Journal Article

Ki-ras mutations are an early event and correlate with tumor stage in transplacentally-induced murine lung tumors.

S Leone-Kabler, L L Wessner, M F McEntee, R B D'Agostino and M S Miller

in Carcinogenesis

Volume 18, issue 6, pages 1163-1168
Published in print June 1997 | ISSN: 0143-3334
Published online June 1997 | e-ISSN: 1460-2180 | DOI: http://dx.doi.org/10.1093/carcin/18.6.1163
Ki-ras mutations are an early event and correlate with tumor stage in transplacentally-induced murine lung tumors.

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A previous study from this laboratory demonstrated that treatment of pregnant mice with 3-methylcholanthrene (MC) caused lung tumors in the offspring at 1 year after birth, the incidence of which correlated with fetal inducibility of Cyp1a1. Analysis by PCR amplification and allele-specific hybridization (ASO) of paraffin-embedded tumors generated from that study revealed the presence of point mutations in exon 1 of the Ki-ras gene. This work has now been expanded by PCR amplification and ASO analysis of 31 additional lesions. Point mutations were found in 37 of the 47 (79%) lesions analyzed in this and the previous study, the majority of which were G-->T transversions in the first or second base of codon 12. The mutational spectrum appeared to be dependent on the relative stage of differentiation of the lesion, as both the incidence of mutation and type of mutation produced correlated with malignant progression. Mutations occurred in 60% of the hyperplasias, 80% of the adenomas and 100% of the adenocarcinomas. In the lesions with mutations, GLY12-->CYS12 transversions occurred in 100% of the hyperplasias, 42% of the adenomas and 14% of the adenocarcinomas. The GLY12-->VAL12 transversions occurred in none of the hyperplasias, 42% of the adenomas and 57% of the adenocarcinomas. The remaining mutations, which consisted of ASP12 transitions and ARG13 transversions, occurred only in adenomas (17%) and adenocarcinomas (29%). Between this study and our previous analyses, the identity of the mutations obtained by ASO were confirmed by sequence analysis of eight of the 37 lesions that harbored mutations at the Ki-ras gene locus. There were no differences in the type or incidence of mutations relative to the metabolic phenotype or sex of the mice. These data suggest that mutational activation of the Ki-ras gene locus is an early event in transplacental lung tumorigenesis, and that the type of mutations produced by exposure to chemical carcinogens can influence the carcinogenic potential of the tumor. This may have prognostic significance in determining the malignant progression of the neoplasm.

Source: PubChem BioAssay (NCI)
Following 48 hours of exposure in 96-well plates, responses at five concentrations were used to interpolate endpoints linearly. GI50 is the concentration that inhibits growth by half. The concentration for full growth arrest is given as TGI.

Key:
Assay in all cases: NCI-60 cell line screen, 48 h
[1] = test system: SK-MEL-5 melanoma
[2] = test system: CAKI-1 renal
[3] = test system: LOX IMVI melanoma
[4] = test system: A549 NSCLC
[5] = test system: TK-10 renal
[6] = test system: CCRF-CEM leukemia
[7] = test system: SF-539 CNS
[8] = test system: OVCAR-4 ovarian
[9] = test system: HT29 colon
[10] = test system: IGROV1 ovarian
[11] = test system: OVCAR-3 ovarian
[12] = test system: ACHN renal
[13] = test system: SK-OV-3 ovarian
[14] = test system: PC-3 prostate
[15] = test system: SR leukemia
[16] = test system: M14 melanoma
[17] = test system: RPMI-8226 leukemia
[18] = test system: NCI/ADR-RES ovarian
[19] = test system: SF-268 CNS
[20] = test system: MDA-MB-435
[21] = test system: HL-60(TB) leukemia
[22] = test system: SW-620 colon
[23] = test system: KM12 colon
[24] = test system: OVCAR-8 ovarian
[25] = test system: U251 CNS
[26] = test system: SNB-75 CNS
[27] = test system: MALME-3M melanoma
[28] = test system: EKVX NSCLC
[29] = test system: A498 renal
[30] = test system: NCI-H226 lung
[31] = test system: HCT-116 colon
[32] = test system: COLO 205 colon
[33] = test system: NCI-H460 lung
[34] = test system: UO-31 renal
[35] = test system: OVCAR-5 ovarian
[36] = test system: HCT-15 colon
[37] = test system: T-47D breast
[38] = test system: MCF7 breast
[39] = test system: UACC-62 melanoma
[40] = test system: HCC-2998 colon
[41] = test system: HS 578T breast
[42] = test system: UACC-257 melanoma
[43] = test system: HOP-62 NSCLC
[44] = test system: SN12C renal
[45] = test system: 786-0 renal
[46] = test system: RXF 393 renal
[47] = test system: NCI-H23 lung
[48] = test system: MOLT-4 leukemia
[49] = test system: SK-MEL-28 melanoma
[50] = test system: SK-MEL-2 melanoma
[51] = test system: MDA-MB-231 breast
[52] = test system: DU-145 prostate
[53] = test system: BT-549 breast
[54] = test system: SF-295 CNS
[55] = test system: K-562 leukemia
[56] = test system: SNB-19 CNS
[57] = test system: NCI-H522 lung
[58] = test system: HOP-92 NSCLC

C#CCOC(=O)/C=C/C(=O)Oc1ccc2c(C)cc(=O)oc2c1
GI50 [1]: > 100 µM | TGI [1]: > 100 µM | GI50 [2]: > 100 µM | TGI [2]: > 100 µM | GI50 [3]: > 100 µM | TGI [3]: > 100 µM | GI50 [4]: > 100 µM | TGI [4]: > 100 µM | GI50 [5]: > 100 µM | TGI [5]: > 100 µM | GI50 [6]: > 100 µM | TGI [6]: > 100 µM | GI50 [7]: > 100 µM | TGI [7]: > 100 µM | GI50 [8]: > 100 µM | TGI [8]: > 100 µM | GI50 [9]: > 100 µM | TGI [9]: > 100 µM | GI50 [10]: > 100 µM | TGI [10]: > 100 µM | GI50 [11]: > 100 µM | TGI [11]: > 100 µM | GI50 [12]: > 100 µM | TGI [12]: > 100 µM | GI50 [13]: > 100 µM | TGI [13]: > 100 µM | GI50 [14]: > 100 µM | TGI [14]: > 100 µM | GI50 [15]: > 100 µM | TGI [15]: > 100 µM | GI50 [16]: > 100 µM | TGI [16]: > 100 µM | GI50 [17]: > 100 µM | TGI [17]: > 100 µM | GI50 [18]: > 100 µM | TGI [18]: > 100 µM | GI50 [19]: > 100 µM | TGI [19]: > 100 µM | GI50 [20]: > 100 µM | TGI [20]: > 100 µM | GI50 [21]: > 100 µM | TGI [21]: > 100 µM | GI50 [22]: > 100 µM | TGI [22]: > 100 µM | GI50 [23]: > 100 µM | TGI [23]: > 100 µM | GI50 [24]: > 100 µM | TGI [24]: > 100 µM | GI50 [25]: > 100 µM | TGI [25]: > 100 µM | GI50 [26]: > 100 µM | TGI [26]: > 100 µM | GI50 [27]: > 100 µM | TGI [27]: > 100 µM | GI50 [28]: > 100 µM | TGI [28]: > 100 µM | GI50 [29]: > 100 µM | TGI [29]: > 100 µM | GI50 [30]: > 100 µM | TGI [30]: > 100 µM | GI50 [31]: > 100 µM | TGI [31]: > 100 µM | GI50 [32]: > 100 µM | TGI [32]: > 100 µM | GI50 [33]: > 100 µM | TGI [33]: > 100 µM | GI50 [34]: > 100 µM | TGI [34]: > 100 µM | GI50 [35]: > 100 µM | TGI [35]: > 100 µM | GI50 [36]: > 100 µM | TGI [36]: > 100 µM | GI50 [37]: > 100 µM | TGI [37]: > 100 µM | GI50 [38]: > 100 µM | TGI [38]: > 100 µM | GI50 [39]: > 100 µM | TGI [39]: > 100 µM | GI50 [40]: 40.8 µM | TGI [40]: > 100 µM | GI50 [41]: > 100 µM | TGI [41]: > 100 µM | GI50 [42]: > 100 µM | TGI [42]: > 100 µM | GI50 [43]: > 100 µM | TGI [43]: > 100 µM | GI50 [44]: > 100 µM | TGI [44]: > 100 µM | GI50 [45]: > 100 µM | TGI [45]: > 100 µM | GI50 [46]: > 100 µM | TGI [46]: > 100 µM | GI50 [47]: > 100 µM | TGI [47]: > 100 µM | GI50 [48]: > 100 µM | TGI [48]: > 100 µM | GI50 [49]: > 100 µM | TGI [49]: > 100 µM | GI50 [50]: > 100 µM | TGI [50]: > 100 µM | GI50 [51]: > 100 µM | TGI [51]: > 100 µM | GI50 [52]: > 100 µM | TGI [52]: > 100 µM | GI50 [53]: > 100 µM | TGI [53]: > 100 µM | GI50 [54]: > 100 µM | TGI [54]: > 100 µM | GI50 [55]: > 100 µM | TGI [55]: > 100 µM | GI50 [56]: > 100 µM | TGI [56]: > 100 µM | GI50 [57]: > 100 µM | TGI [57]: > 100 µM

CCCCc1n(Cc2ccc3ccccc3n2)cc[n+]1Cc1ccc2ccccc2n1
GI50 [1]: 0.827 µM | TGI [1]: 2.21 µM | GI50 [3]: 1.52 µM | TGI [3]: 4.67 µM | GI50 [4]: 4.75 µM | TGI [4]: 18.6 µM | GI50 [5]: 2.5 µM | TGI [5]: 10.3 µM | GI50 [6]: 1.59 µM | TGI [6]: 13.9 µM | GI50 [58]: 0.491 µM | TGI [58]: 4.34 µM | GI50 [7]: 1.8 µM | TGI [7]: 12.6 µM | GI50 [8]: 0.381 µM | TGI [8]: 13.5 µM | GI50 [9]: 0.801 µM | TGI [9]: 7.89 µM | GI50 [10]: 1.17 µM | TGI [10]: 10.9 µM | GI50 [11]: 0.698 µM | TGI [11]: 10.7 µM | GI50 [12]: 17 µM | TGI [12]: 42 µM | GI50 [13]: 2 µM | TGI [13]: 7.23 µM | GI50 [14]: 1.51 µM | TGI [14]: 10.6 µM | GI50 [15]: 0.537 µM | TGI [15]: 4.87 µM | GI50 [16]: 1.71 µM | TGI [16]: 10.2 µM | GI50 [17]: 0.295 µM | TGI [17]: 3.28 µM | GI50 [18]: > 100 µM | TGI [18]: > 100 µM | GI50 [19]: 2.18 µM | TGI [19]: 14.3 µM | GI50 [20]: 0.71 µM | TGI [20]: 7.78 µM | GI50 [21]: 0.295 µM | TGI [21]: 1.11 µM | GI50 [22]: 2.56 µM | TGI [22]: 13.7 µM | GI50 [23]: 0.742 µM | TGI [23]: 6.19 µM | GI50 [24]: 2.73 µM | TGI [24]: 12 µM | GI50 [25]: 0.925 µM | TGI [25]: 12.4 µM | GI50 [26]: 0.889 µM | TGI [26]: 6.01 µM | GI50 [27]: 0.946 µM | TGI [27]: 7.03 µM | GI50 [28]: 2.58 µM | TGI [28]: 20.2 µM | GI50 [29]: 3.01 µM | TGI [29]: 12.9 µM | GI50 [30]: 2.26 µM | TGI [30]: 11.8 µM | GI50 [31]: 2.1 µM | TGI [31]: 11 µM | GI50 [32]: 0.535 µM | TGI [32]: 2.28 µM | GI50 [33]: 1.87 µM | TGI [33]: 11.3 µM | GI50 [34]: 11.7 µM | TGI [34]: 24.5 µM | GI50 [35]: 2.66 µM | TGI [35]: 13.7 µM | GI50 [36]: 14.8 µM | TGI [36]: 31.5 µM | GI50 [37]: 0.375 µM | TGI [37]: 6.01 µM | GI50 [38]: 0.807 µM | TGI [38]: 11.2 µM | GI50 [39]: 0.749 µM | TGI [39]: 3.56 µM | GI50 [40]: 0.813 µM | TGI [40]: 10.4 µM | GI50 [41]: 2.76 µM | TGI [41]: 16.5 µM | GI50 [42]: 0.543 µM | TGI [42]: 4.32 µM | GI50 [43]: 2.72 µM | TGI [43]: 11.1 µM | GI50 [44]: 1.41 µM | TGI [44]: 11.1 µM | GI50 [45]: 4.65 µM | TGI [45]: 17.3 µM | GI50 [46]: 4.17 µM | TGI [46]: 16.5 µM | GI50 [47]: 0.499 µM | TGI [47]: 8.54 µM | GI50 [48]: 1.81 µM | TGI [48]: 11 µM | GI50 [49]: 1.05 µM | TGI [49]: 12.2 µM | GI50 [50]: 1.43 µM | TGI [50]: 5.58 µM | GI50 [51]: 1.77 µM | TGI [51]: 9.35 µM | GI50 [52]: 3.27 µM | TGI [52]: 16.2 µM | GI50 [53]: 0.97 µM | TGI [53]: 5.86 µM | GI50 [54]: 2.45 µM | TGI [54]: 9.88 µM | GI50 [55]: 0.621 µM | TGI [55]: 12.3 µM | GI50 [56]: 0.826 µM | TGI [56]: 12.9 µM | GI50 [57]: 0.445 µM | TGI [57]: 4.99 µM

Journal Article.  0 words. 

Subjects: Clinical Cytogenetics and Molecular Genetics

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